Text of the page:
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Monday, September 21, 2020

Reuter Motzer Grohowski - Shapeshifters

Recorded last year at the Shapeshifter lab in New York on August 18th, Markus Reuter, Tim Motzer, and Kenny Grohowski participated in an experiment at the sonic laboratory. The premise for the three members who were at the venue last year was; what are the corporate results of three sonic shapeshifters, released from their own prisons? What they will do when they’re behaviors become observed? And how they will assume by creating their own transformation?

And the result is on this recording that becomes this suspenseful drama that the trio unfolds with Shapeshifters on the MoonJune label. Listening to this album, its almost as if you are a part of their experiment as the trio gets down to business by increasing the heat gage level as it gets more hotter for the members unleash the flaming fires they’re about to unleash.

The four tracks that are on the live recording showcases their sinister side. It goes beyond the electronic route and the jazzier sides as well. This is the future that they’re bringing to us at the labs in Brooklyn. There are certain moments where they created an alternate score for Andrei Tarkovsky’s 1979 classic Stalker and Rainer Weiner Fassbinder’s 1973 TV miniseries World on a Wire.

They’ve done their homework very well when it comes to writing a score for a film that is brought to life. It is a climbing effect in some sections where they would bring the audience to a standstill and not knowing where they will go next. And some of its catchy, but then it returns into the swamps of Louisiana where it becomes dark and very scary.

The reason for that is there are certain area in that location which are dangerous and the areas you do not want to go into. And they take you into those areas and warn you why it’s a place in Louisiana you want to avoid at times. This took me a while to delve into for a few weeks to go back and listen again and again with Shapeshifters. Understand that the trio’s unexpected challenges bring the listener into those hard, intense, and brutal areas right in front of your face. And if you think it’s a story filled with a Disney-story line with fairy dust sprinkle all over to fly with Peter Pan, think again.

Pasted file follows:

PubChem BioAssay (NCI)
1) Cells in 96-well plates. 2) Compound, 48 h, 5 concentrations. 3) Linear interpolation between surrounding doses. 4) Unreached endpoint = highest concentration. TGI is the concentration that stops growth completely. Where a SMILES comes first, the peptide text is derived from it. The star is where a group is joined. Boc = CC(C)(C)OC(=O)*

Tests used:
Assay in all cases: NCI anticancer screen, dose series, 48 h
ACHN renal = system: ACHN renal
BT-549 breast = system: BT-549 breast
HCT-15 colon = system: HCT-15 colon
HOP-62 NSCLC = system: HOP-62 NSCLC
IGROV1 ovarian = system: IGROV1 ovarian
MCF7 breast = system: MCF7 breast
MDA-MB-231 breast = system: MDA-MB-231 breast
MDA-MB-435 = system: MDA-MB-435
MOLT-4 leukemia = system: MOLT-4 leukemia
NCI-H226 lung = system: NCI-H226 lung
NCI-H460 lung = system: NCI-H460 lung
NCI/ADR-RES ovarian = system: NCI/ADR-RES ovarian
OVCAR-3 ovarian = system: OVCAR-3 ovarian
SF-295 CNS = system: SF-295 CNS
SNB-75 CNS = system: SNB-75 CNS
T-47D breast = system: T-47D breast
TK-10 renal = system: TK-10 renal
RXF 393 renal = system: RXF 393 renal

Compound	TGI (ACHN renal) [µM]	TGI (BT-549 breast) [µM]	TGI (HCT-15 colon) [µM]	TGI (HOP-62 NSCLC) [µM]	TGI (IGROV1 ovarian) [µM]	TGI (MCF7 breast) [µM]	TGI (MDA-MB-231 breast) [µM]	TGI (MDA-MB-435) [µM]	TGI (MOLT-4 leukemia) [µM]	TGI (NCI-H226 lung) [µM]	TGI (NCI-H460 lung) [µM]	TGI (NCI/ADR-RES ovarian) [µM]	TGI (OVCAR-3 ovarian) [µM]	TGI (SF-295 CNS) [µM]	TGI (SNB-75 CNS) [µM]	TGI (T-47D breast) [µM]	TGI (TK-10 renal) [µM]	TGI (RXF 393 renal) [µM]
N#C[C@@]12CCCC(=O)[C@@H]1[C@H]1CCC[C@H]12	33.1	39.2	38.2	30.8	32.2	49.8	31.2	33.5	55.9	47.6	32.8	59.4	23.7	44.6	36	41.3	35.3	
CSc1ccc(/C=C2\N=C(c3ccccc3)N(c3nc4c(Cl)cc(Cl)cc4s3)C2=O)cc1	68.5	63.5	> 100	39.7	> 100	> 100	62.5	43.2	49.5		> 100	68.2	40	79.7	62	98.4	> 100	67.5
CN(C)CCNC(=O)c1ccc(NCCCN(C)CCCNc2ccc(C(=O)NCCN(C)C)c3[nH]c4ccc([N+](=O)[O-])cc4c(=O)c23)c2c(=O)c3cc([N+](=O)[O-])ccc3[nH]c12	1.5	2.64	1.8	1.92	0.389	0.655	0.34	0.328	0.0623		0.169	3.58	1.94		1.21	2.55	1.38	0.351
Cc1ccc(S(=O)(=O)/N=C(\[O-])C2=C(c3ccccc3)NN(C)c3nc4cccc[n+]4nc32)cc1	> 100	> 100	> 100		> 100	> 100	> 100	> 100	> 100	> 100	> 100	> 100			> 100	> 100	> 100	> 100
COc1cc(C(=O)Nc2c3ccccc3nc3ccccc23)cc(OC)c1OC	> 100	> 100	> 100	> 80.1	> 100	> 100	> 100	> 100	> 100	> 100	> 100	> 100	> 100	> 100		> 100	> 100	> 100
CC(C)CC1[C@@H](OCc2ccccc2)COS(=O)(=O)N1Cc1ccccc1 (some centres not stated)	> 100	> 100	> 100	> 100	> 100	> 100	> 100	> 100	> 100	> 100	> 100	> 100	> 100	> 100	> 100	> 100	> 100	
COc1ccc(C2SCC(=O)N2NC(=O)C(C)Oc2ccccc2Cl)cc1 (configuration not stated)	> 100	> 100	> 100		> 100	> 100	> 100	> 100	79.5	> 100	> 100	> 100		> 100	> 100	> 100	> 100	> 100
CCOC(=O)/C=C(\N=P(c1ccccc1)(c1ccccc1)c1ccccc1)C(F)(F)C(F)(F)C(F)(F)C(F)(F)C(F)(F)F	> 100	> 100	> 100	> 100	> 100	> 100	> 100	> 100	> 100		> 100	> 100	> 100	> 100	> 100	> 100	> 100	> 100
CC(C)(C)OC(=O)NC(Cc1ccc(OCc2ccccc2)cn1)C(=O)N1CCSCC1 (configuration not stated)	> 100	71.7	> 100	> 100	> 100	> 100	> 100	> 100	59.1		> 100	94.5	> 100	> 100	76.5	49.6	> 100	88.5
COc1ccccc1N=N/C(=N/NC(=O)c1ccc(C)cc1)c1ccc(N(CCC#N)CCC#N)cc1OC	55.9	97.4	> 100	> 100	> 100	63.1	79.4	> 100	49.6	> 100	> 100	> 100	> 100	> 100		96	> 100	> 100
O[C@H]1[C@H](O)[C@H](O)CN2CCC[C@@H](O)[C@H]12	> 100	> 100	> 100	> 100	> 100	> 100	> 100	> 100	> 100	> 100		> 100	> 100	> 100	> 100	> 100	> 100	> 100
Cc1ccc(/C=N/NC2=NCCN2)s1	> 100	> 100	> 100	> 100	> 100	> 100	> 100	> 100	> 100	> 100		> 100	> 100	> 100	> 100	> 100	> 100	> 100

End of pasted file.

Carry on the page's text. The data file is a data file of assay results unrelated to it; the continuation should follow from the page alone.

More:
Markus Reuter Oculus - Nothing is Sacred

Recorded last year at La Casa Murada in Spain on May 15th, Oculus is one of the most interesting projects that is like finding long lost hidden treasures that haven’t been opened for a long, long time. Released on the MoonJune label, Nothing is Sacred is a challenging release this year that will make your spine crawl. And to be allowed to feature Fabio Tentini, Asaf Sirkis, Robert Rich, David Cross, and Mark Wingfield, it shows that Oculus aren’t just a band, but a family.

Listening to Nothing is Sacred is like walking into an area of the Twin Peaks universe that has never been seen before. With its dissonance, increasing temperatures, and chambering echoes of gothic cathedrals, Reuter takes the listener into the unknown. Solve et Coagula (Ghost I) is a cross between Philip Glass and Andy Summers’ Behind my Camel from The Police’s Zenyatta Mondatta-era.